I like that Archie is showing some respect for its past and putting out material. I'm really curious about that Sam Hill collection, which sounds really interesting. And I'd be buying the Cosmo one if I didn't already have all the issues (which weren't all that easy to track down). Li'l Jinx never did much for me, and I was never a big fan of Katy Keene, but it would be great to get Josie, especially the early issues, back into print.

I do like that they're reviving the Man from RIVERDALE and the SuperTeens. I've ordered the MFR TPB, and I hope they keep doing stories with those guys.

I'd still prefer they did TPBs rather than HCs, but hopefully those will follow sometime in the future. I can't blame them for putting out the HCs to see who'll bite. I'm hoping that will happen with the other Archie collections being done by other publishers, too, but I'll have to see.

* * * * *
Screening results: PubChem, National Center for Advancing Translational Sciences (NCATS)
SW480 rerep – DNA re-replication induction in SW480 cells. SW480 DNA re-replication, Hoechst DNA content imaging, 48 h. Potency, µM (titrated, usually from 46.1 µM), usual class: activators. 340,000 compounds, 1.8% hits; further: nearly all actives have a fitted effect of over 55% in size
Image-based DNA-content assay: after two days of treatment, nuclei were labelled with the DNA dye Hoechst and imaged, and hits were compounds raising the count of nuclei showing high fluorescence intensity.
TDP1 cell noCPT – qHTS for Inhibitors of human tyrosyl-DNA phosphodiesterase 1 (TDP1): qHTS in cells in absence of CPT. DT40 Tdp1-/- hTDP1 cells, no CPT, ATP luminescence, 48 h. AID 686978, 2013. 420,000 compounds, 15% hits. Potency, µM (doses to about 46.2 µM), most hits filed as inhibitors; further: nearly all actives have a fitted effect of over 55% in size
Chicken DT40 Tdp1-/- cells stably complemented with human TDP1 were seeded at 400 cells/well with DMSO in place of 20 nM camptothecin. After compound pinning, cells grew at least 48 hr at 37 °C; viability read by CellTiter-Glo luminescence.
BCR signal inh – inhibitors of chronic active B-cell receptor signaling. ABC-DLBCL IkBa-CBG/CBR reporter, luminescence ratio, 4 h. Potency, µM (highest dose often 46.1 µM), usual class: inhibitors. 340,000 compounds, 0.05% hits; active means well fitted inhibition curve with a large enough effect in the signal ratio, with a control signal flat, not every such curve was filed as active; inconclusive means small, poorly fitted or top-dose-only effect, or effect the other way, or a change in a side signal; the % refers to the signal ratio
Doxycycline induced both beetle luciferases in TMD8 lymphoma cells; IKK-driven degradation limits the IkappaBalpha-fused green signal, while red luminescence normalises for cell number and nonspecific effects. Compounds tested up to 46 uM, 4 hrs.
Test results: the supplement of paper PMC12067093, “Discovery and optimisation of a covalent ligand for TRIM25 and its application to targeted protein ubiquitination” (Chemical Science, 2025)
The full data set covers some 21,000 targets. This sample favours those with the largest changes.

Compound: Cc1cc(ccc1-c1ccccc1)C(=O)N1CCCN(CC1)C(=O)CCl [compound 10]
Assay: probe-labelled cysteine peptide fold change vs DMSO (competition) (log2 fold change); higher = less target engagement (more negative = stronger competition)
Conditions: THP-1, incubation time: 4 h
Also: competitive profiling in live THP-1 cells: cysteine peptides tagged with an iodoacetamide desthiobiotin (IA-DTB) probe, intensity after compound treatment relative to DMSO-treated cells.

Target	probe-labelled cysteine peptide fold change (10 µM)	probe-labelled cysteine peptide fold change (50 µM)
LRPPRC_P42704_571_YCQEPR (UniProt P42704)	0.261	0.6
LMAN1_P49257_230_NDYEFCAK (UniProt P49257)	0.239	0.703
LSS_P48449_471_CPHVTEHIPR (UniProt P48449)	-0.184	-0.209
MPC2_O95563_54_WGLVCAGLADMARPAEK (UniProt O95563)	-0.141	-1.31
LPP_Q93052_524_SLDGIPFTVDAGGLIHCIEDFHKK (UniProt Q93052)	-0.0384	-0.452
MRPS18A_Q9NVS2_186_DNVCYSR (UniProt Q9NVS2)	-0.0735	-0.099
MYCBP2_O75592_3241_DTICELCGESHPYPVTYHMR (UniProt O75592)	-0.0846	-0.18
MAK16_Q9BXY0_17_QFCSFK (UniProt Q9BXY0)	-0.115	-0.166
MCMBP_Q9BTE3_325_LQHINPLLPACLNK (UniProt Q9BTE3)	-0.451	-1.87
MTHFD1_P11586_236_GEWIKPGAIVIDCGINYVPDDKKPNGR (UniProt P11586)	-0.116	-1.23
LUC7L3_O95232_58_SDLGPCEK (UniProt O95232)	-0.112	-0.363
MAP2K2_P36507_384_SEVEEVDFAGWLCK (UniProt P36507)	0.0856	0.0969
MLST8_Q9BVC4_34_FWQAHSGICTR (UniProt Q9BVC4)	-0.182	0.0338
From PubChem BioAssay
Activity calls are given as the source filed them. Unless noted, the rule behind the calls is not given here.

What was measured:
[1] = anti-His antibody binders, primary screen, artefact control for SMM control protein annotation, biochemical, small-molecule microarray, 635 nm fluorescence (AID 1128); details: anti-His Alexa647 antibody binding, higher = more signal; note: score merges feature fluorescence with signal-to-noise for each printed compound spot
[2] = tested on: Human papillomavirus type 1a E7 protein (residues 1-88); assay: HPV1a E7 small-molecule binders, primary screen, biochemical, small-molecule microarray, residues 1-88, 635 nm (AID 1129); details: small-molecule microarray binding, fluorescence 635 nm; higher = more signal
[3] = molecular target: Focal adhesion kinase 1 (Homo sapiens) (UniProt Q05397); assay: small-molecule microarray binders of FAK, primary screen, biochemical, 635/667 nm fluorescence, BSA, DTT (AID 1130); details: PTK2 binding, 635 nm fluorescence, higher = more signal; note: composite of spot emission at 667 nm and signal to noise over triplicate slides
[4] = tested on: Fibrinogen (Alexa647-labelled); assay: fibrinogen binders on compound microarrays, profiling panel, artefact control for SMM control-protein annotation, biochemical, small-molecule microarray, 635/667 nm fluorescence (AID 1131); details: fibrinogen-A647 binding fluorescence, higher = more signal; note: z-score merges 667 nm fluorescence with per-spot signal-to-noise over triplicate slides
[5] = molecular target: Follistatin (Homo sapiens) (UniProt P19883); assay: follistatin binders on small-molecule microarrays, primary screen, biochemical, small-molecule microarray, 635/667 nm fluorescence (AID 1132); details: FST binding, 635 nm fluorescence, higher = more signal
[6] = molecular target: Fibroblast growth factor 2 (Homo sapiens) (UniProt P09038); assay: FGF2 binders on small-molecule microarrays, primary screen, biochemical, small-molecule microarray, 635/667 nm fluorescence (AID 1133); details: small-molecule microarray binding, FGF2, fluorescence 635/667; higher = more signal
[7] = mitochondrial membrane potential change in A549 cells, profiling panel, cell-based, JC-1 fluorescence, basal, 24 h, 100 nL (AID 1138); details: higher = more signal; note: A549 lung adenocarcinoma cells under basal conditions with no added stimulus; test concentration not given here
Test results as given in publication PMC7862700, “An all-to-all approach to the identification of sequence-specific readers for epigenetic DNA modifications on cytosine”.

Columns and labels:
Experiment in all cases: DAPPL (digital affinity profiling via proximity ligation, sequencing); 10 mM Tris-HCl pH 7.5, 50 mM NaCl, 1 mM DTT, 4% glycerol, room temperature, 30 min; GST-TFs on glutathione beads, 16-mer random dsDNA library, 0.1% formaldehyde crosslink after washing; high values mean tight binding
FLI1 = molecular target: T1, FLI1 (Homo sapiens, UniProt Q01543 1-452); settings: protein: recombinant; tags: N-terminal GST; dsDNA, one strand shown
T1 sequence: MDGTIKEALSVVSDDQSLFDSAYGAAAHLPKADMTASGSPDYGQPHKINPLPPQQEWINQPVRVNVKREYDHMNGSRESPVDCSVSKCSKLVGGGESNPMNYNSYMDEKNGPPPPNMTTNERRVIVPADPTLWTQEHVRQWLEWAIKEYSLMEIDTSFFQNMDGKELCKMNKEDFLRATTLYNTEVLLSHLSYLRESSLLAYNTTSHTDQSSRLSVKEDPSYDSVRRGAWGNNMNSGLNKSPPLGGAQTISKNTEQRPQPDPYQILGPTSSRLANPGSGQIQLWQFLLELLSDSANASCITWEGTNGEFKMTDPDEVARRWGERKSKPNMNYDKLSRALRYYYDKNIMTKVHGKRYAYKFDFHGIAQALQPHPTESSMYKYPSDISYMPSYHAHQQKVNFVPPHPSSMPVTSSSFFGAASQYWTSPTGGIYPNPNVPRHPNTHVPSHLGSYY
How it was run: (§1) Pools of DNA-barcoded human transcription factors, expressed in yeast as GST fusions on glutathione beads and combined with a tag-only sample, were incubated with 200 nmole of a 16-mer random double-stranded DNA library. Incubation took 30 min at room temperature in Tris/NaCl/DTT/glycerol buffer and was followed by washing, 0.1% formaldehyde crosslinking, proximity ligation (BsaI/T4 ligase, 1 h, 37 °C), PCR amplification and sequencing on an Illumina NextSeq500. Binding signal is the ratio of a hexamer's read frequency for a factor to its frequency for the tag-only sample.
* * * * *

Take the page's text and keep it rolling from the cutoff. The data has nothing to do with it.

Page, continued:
I'm not sure the

Comment by Lee Houston, Junior on February 27, 2011 at 3:58pm

The only thing that concerns me about everything is why did Archie decide to drop the Comics Code too? It made about as much sense as lighting a candle in the middle of a sunny afternoon.

It's not that I expect the company to do something wild and crazy. Yet as far as I know, the average comic book industry outsider, especially the parents; still have the stereotypical/preconceived notion that comic books are "just for kids", and that the Archie line represents the epitome of wholesomeness and good clean fun. In part represented and symbolized by the Comics Code Authority Seal of Approval. Even Goldwater says about as much in the cited quotes.


With that said, I have been a fan of the line for longer than I care to admit and wish them all the best.

And if they happen to need a new writer...


Comment by ClarkKent_DC on February 27, 2011 at 6:59pm